Wow… I’ve been an iPhone user since the day it was launched! I remember paying over $500 for my 1st generation and then ditching it soon after for an iPhone 3G.
I’ve personally decided to wait on the 4, but whether you have the antique first version, the 3G, the 3Gs or the 4 there are some things you should know about why law enforcement agencies are thrilled at Apple’s innovative cell phone technology.
In addition to most cellphones being the center of a “techies” universe, the iPhone is particularly impressive with cops because evidence on the phone is NEVER deleted!
According to an article in the SunTimes, the sophisticated cell phone and mobile computer is becoming as popular with police as it is with consumers because it can provide investigators with so much information that can help in solving crimes.
“When someone tells me they have an iPhone in a case, I say, ‘Yeah!’ I can do tons with an iPhone,” exclaimed one detective, who works in a sheriff’s department high-tech crimes unit.
The devices can help police learn where you’ve been, what you were doing there and whether you’ve got something to hide. And while some phone users routinely delete information from their devices, that step is seldom as final as it seems.
“When you hit the delete button, it’s never really deleted,” explains the detective.
And if you’re doing something criminal, something about your crime is probably going to go through that phone:
• Every time an iPhone user closes out of the built-in mapping application, the phone snaps a screenshot and stores it. Savvy law-enforcement agents armed with search warrants can use those snapshots to see if a suspect is lying about whereabouts during a crime.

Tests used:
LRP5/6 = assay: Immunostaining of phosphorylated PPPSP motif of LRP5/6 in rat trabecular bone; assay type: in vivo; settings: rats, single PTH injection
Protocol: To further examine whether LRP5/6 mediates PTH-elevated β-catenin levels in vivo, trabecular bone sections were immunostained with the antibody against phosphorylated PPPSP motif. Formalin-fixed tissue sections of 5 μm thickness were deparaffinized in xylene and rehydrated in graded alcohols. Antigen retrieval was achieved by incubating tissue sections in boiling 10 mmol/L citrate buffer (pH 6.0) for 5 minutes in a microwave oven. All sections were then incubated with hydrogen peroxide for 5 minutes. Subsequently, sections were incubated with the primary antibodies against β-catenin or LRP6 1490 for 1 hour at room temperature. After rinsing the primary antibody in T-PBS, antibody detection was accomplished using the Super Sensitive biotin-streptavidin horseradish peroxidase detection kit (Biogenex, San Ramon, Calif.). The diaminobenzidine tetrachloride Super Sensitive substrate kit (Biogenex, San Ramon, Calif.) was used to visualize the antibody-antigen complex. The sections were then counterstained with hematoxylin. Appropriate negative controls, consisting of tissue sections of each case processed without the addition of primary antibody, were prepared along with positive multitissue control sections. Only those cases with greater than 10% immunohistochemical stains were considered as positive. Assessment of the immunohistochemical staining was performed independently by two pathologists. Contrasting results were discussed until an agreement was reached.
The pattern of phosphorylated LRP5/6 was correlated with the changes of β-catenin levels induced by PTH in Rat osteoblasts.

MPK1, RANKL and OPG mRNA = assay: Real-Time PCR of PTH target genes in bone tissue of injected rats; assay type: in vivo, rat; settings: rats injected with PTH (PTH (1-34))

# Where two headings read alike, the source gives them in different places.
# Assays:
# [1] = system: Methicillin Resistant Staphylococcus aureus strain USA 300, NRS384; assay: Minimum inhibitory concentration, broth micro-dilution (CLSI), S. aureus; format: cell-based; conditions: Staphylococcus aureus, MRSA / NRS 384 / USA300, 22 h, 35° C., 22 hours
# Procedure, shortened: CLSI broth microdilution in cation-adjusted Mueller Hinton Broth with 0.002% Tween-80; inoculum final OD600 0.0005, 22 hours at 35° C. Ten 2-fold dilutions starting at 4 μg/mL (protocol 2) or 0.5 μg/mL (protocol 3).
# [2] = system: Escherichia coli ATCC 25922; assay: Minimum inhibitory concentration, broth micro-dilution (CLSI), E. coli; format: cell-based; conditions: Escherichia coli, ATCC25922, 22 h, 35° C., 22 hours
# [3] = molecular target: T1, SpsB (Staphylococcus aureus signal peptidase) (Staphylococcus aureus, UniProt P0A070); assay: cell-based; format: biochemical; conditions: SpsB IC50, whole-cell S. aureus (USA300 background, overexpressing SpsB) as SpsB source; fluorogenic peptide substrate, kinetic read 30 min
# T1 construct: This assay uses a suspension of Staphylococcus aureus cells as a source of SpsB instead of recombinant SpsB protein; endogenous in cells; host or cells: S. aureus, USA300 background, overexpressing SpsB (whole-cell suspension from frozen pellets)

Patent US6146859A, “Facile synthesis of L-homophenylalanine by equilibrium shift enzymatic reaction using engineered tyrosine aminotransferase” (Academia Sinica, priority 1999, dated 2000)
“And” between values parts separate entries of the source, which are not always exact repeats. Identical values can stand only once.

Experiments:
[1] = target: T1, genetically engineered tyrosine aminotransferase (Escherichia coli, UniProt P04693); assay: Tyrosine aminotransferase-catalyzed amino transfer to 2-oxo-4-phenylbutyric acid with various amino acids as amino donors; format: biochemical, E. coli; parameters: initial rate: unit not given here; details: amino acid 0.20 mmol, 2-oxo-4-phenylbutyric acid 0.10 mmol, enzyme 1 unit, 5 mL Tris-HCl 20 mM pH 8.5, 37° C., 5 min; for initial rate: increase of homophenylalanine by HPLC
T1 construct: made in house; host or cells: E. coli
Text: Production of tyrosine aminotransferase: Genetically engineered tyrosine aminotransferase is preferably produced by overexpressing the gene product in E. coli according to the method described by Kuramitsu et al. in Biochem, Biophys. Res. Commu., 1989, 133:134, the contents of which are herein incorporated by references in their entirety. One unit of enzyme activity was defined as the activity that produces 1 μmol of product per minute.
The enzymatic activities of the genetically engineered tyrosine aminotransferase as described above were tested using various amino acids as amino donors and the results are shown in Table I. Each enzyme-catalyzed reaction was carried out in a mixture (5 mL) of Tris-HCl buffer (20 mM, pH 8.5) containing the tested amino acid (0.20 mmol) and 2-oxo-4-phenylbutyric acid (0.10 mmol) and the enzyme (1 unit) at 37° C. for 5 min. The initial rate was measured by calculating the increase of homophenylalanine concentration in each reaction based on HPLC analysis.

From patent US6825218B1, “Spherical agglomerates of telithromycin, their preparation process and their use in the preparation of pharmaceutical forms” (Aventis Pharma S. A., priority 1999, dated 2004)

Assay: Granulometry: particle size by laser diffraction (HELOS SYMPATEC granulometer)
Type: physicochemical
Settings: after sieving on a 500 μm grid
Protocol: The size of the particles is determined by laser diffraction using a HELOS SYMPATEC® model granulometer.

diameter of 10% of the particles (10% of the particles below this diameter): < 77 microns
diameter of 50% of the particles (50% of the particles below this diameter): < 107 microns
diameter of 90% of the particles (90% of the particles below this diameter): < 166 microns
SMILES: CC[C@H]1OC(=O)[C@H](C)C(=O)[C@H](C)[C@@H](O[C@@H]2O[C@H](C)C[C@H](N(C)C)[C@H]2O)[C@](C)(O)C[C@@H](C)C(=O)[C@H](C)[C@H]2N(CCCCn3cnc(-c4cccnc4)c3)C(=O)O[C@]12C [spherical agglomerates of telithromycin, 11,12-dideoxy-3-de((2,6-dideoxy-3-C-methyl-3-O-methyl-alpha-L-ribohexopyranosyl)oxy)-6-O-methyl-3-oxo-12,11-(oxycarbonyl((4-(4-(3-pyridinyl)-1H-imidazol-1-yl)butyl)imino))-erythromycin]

• iPhone photos are embedded with GEO tags and identifying information, meaning that photos posted online might not only include GPS coordinates of where the picture was taken, but also the serial number of the phone that took it.
But wait… there’s more!
• Even more information is stored by the applications themselves, including the user’s browser history. That data is meant in part to direct custom-tailored advertisements to the user, but experts said some of it could be useful to police.
Clearing out user histories isn’t enough to clean the device of that data, said John B. Minor, a member of the International Society of Forensic Computer Examiners.
Just as users can take and store a picture of their iPhone’s screen, the phone itself automatically shoots and stores hundreds of such images as people close out one application to use another.
“Those screen snapshots can contain images of e-mails or proof of activities that might be inculpatory or exculpatory,” Minor said.
And last but not least, the keyboard pretty much logs EVERYTHING you’ve ever typed on your phone and the right hacker can identify all of your passwords and more!
• The keyboard cache logs everything that you type in to learn autocorrect so that it can correct a user’s typing mistakes. Apple doesn’t store that cache very securely, Zdziarski contended, so someone with know-how could recover months of typing in the order in which it was typed, even if the e-mail or text it was part of has long since been deleted.
Some if this may seem a bit scary to you iPhone users, but don’t fret. While you’re in possession of one the most innovate cell phones in history, other phones are still trying to catch up.
Pretty soon all mobile phones will have the exact same capabilities. But for right now… it’s just you. So enjoy it while you can and if you plan on conducting illegal activities, don’t own an iPhone!